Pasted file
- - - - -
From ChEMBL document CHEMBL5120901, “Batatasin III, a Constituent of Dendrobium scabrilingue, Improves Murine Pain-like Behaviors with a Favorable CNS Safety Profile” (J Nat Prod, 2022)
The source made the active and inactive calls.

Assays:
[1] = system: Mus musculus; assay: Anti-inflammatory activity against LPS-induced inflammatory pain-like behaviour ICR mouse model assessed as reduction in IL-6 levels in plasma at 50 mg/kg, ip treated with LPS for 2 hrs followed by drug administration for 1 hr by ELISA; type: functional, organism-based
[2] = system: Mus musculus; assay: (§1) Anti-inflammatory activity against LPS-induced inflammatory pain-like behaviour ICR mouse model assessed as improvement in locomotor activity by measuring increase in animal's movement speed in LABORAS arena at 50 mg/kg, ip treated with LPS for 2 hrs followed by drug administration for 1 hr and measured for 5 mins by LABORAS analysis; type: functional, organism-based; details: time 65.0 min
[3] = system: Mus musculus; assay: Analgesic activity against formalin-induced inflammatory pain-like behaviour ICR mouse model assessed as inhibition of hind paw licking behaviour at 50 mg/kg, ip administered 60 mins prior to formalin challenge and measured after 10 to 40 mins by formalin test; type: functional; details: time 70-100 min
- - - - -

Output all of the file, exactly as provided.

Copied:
From ChEMBL document CHEMBL5120901, “Batatasin III, a Constituent of Dendrobium scabrilingue, Improves Murine Pain-like Behaviors with a Favorable CNS Safety Profile” (J Nat Prod, 2022)
The source made the active and inactive calls.

Assays:
[1] = system: Mus musculus; assay: Anti-inflammatory activity against LPS-induced inflammatory pain-like behaviour ICR mouse model assessed as reduction in IL-6 levels in plasma at 50 mg/kg, ip treated with LPS for 2 hrs followed by drug administration for 1 hr by ELISA; type: functional, organism-based
[2] = system: Mus musculus; assay: (§1) Anti-inflammatory activity against LPS-induced inflammatory pain-like behaviour ICR mouse model assessed as improvement in locomotor activity by measuring increase in animal's movement speed in LABORAS arena at 50 mg/kg, ip treated with LPS for 2 hrs followed by drug administration for 1 hr and measured for 5 mins by LABORAS analysis; type: functional, organism-based; details: time 65.0 min
[3] = system: Mus musculus; assay: Analgesic activity against formalin-induced inflammatory pain-like behaviour ICR mouse model assessed as inhibition of hind paw licking behaviour at 50 mg/kg, ip administered 60 mins prior to formalin challenge and measured after 10 to 40 mins by formalin test; type: functional; details: time 70-100 min